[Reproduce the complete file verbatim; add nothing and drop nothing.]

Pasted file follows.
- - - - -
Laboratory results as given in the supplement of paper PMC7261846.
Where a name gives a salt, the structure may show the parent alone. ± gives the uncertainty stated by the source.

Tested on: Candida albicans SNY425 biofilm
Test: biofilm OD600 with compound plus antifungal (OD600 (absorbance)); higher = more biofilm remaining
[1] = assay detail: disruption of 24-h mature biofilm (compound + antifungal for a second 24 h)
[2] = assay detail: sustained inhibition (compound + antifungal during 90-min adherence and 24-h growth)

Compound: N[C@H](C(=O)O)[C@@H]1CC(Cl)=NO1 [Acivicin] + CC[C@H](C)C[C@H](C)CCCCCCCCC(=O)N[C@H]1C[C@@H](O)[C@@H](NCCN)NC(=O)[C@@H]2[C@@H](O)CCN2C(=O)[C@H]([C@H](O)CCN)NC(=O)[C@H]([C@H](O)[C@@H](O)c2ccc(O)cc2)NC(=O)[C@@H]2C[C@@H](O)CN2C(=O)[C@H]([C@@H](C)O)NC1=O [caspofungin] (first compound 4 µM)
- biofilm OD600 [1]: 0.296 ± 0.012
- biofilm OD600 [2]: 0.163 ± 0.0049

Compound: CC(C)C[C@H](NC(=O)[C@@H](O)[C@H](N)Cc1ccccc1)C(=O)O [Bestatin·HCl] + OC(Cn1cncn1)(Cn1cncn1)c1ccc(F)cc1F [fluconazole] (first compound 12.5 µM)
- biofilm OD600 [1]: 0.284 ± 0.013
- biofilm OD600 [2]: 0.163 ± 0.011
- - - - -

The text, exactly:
Laboratory results as given in the supplement of paper PMC7261846.
Where a name gives a salt, the structure may show the parent alone. ± gives the uncertainty stated by the source.

Tested on: Candida albicans SNY425 biofilm
Test: biofilm OD600 with compound plus antifungal (OD600 (absorbance)); higher = more biofilm remaining
[1] = assay detail: disruption of 24-h mature biofilm (compound + antifungal for a second 24 h)
[2] = assay detail: sustained inhibition (compound + antifungal during 90-min adherence and 24-h growth)

Compound: N[C@H](C(=O)O)[C@@H]1CC(Cl)=NO1 [Acivicin] + CC[C@H](C)C[C@H](C)CCCCCCCCC(=O)N[C@H]1C[C@@H](O)[C@@H](NCCN)NC(=O)[C@@H]2[C@@H](O)CCN2C(=O)[C@H]([C@H](O)CCN)NC(=O)[C@H]([C@H](O)[C@@H](O)c2ccc(O)cc2)NC(=O)[C@@H]2C[C@@H](O)CN2C(=O)[C@H]([C@@H](C)O)NC1=O [caspofungin] (first compound 4 µM)
- biofilm OD600 [1]: 0.296 ± 0.012
- biofilm OD600 [2]: 0.163 ± 0.0049

Compound: CC(C)C[C@H](NC(=O)[C@@H](O)[C@H](N)Cc1ccccc1)C(=O)O [Bestatin·HCl] + OC(Cn1cncn1)(Cn1cncn1)c1ccc(F)cc1F [fluconazole] (first compound 12.5 µM)
- biofilm OD600 [1]: 0.284 ± 0.013
- biofilm OD600 [2]: 0.163 ± 0.011